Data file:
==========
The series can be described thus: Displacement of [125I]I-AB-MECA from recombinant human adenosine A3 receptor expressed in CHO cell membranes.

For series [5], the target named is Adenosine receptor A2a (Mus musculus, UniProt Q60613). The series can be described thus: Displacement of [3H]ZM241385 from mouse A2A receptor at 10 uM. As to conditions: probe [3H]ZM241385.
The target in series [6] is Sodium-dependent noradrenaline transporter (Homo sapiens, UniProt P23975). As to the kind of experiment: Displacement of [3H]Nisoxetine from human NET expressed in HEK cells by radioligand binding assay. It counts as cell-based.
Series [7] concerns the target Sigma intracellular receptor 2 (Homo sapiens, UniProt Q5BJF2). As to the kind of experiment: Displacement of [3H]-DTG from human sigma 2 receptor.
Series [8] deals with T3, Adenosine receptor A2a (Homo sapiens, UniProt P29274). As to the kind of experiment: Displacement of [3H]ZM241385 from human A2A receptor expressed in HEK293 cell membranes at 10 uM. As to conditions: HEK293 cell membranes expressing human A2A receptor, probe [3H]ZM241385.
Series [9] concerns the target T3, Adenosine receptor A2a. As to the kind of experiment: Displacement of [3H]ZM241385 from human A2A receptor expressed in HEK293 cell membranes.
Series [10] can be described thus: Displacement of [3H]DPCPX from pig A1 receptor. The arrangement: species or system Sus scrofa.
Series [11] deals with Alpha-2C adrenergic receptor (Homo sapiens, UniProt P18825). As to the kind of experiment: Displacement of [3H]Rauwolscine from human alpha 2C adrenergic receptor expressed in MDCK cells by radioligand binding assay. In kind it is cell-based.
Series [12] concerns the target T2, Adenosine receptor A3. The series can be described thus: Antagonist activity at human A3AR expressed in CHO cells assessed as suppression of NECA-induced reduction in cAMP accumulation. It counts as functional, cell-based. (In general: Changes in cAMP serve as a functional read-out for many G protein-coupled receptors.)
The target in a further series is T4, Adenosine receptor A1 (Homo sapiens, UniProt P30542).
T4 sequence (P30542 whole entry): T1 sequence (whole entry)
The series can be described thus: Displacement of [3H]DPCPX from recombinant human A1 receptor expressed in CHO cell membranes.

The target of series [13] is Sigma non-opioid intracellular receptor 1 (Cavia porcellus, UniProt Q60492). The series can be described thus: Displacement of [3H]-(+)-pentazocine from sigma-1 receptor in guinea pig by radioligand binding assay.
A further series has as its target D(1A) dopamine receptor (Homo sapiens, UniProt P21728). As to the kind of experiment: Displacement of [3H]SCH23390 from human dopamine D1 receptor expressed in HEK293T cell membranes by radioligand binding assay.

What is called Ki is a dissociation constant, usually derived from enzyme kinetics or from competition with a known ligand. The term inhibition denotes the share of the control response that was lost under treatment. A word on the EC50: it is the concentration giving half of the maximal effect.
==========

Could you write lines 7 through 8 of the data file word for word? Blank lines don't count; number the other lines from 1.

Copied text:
Series [10] can be described thus: Displacement of [3H]DPCPX from pig A1 receptor. The arrangement: species or system Sus scrofa.
Series [11] deals with Alpha-2C adrenergic receptor (Homo sapiens, UniProt P18825). As to the kind of experiment: Displacement of [3H]Rauwolscine from human alpha 2C adrenergic receptor expressed in MDCK cells by radioligand binding assay. In kind it is cell-based.